Scavello: Gov. Wolf’s’ Budget Would Require a Future Tax Hike, Can’t be Enacted

HARRISBURG – In an address to the General Assembly, Gov. Tom Wolf proposed a $45.7 billion 2022-23 state budget that would increase General Fund spending by $4.5 billion, Sen. Mario Scavello (R-40).

Sen. Scavello said he was disappointed that the governor’s final budget address ignored the crisis of skyrocketing school property taxes.

“In his first year, he talked about the importance of reducing school property taxes and I commended him for bringing it up. However, there hasn’t been one mention on that subject that’s come from his office since that first year,” he said.

The new spending includes $2 billion in federal American Rescue Plan Act (ARPA) funds. Including the expenditure of federal dollars returned to Pennsylvania during the pandemic, the governor’s budget represents a 10.9% increase in spending.

According to Senate Appropriations Committee budget projections, the governor’s plan will produce a $1.3 billion deficit for the 2023-24 fiscal year and create an even bigger bill for Pennsylvania taxpayers to pay long after the governor leaves office: a $13 billion deficit by 2026-27.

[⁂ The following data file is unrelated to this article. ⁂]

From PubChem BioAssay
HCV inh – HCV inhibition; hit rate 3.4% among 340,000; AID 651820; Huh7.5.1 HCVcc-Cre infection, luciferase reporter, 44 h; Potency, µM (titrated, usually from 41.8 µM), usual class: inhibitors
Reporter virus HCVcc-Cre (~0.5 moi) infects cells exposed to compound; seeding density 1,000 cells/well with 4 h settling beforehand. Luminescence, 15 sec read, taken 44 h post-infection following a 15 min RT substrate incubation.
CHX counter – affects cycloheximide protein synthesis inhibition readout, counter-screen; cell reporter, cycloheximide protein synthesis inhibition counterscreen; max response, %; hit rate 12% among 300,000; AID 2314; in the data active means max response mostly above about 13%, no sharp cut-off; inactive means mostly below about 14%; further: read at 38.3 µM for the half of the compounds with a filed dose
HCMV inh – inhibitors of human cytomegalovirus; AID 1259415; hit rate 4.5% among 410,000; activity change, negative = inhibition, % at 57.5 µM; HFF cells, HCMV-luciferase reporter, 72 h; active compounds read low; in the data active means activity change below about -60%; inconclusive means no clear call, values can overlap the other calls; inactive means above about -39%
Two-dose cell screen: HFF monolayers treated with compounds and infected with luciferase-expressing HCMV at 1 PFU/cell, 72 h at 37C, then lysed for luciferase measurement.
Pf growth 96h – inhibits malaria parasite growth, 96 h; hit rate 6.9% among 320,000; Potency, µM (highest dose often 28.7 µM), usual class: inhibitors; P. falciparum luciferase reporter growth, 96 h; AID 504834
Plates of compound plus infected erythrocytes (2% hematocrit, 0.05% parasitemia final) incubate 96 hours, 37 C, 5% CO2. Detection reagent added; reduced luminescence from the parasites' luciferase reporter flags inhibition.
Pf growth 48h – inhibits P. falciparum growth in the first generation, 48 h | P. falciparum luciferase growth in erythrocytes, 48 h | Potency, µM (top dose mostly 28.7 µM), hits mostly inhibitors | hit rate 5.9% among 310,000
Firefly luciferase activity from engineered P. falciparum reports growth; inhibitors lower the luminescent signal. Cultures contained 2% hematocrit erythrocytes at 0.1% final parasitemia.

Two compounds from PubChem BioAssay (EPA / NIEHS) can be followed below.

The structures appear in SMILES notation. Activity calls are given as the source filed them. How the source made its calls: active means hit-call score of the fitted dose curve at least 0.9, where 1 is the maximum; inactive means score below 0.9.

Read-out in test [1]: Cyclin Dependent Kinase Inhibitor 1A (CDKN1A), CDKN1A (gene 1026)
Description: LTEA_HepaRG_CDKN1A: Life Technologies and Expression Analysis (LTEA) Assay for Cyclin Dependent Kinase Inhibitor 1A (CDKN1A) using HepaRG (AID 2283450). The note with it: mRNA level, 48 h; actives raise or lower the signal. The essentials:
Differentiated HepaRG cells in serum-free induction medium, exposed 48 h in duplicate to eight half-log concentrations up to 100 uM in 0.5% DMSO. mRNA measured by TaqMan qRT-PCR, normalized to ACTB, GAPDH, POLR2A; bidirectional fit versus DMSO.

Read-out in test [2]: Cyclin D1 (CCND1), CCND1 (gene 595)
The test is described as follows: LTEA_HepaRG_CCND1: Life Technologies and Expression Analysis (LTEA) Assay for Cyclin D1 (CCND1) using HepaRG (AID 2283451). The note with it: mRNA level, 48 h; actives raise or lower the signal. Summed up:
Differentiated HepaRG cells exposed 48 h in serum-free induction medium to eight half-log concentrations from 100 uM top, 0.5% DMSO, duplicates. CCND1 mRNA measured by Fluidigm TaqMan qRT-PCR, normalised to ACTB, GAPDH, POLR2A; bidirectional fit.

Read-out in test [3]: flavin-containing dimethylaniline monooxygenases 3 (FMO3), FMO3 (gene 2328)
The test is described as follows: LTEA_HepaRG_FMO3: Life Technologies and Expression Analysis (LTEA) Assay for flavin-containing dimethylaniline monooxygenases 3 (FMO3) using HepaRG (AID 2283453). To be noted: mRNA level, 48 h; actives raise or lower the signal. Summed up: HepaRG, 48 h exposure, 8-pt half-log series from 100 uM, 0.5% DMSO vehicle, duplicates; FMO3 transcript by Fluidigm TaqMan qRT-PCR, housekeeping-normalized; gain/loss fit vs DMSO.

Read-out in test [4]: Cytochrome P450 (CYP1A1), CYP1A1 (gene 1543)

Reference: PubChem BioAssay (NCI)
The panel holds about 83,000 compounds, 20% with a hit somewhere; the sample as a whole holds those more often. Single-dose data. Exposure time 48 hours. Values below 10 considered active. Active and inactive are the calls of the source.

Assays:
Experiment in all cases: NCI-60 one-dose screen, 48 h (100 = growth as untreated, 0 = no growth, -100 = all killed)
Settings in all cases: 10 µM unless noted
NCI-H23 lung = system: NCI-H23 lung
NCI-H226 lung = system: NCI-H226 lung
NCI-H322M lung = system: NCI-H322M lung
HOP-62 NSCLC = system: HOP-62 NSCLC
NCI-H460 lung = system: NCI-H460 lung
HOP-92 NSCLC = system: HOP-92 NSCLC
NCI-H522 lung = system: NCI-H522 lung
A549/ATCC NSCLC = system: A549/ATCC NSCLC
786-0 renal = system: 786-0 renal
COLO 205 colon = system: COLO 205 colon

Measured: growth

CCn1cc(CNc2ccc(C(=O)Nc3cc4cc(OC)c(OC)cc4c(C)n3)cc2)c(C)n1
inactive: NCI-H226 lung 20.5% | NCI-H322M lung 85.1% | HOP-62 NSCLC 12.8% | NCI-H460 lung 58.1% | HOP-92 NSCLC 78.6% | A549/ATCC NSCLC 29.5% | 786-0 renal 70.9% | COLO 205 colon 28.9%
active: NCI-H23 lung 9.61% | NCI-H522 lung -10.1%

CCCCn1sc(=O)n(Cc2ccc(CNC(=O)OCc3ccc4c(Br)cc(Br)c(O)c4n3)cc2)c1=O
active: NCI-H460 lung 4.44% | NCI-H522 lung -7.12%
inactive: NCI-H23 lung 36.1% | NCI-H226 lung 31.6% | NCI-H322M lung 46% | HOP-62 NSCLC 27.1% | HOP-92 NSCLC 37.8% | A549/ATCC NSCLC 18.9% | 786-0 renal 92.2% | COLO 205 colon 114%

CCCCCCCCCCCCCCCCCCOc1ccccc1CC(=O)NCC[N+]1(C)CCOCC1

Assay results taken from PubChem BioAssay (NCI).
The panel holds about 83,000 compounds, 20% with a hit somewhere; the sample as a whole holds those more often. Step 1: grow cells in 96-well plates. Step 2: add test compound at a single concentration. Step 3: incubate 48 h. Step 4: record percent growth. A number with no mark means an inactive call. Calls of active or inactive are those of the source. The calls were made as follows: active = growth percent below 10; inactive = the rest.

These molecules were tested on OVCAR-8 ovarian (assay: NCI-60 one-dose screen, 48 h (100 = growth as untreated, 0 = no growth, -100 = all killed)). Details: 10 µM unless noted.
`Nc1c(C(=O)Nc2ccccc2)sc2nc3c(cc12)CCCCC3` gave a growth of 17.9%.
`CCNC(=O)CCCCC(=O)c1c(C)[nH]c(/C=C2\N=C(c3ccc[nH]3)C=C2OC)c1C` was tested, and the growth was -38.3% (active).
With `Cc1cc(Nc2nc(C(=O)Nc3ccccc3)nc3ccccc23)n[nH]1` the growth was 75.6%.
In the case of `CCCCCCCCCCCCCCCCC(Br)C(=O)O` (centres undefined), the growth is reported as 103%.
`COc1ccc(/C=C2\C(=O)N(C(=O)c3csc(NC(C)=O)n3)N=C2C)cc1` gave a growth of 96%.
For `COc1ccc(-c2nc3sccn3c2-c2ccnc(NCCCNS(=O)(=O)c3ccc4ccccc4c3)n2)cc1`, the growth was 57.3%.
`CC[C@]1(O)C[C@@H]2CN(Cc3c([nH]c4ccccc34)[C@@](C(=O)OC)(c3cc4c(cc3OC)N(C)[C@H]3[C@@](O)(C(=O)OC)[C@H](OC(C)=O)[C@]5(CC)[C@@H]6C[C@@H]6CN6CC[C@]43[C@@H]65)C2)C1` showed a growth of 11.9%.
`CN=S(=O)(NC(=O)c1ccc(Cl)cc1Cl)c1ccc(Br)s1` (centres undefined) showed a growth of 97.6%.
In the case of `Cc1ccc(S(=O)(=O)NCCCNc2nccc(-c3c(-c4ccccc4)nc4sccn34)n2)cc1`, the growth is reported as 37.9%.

“You don’t take one-time federal dollars and put them into operating expenses. It’s a recipe for disaster,” Scavello said. “You’re looking at a 1.5% increase in the personal income tax in three years if his budget is adopted. He’s not going to be here. He’s going to lay this problem on the shoulders of someone else.”

The Senate and House of Representatives will review the governor’s plan and propose alternative budget legislation. Under the state constitution, a new budget must be in place by June 30.

“The people of Pennsylvania deserve an honest budget and a budget we can live with, and with no surprises in a couple years,” Scavello said. “Because that’s what you’re looking at with this budget proposal – a 1.5% personal income tax increase. I’m not supporting this budget because that’s what it’s going to cause.”

CONTACT: Christine Zubeck czubeck@pasen.gov (717) 787-6123